Meaning of humourless in English:


Pronunciation /ˈhjuːmələs/

See synonyms for humourless


  • Lacking humour; not able to appreciate or express humour.

    ‘they are such a humourless bunch’
    • ‘a rather humourless performance’
    • ‘His laugh is an expletive, a sharp burst of humourless sound.’
    • ‘The majority of my blog readers are overweight, whining, humorless Americans.’
    • ‘Angry writing is also, more often than not, completely humorless.’
    • ‘Woodward is not rude, arrogant or humourless, at least not all at the same time.’
    • ‘A seemingly humorless workaholic, the bespectacled Uribe could be mistaken for an accountant or professor.’
    • ‘Most people, including therapists, can tolerate nearly any epithet about themselves except that they are humorless.’
    • ‘Richard let out a humorless bark of laughter.’
    • ‘Rock was a sad excuse for a lead, and played his part in a humorless and ridiculous manner.’
    • ‘Now the songs are longer, the beat is more ponderous and the message largely humorless.’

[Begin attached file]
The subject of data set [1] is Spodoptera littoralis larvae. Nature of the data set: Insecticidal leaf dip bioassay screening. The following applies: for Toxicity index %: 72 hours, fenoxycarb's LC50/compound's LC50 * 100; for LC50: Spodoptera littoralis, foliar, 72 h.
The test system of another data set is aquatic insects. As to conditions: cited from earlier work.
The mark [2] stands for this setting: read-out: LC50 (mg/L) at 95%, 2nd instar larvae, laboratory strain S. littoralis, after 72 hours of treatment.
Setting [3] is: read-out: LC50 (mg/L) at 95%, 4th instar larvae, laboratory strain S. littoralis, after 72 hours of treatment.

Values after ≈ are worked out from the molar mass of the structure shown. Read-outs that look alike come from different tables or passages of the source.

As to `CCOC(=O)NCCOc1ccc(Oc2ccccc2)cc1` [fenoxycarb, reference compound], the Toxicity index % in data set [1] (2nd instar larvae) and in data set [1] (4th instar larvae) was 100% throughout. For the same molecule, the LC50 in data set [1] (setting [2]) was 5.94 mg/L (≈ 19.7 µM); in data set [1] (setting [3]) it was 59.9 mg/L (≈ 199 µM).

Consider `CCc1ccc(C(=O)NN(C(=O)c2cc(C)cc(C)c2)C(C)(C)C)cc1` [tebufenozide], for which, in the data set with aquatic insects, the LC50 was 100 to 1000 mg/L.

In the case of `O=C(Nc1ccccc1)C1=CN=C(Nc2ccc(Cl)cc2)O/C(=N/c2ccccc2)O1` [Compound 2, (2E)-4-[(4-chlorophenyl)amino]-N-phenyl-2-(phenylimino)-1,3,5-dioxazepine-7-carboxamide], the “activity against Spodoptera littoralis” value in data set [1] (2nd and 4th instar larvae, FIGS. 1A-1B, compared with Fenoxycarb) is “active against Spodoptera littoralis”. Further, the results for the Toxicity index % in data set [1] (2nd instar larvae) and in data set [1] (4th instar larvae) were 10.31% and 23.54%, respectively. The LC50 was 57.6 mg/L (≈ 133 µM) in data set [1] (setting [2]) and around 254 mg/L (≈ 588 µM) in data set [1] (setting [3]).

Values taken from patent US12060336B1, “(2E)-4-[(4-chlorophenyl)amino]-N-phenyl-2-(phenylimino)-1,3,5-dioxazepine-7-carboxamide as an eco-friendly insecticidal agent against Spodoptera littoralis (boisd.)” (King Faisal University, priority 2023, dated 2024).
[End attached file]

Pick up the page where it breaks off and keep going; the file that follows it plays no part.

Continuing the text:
• ‘The good ones are fun and clever; the bad ones humourless and pedantic.’
    • ‘Ford and Neeson stay locked inside their humourless characters.’
    • ‘He tends to the earnest and humorless when audiences seem to crave passion and personality.’
    • ‘I have heard Germans make that humorless statement.’
    • ‘Geary exhaled a gust of humorless laughter.’
    • ‘This would just mark you down as a humourless killjoy.’
    • ‘The technical dialogue sounds fine, but the crew are largely humourless and speak in one voice.’
    • ‘If it is too technical and humorless viewers will leave.’
    • ‘I should have guessed that someone so apparently humourless could not keep a straight face for so long.’
    • ‘Thankfully, real life is not so humourless.’
    • ‘So long as big and dumb does not slide into boring, self-indulgent and humorless, I am there.’
    serious, serious-minded, solemn, earnest, sober, sombre, grave, stern, grim, dour, morose, unsmiling, stony-faced
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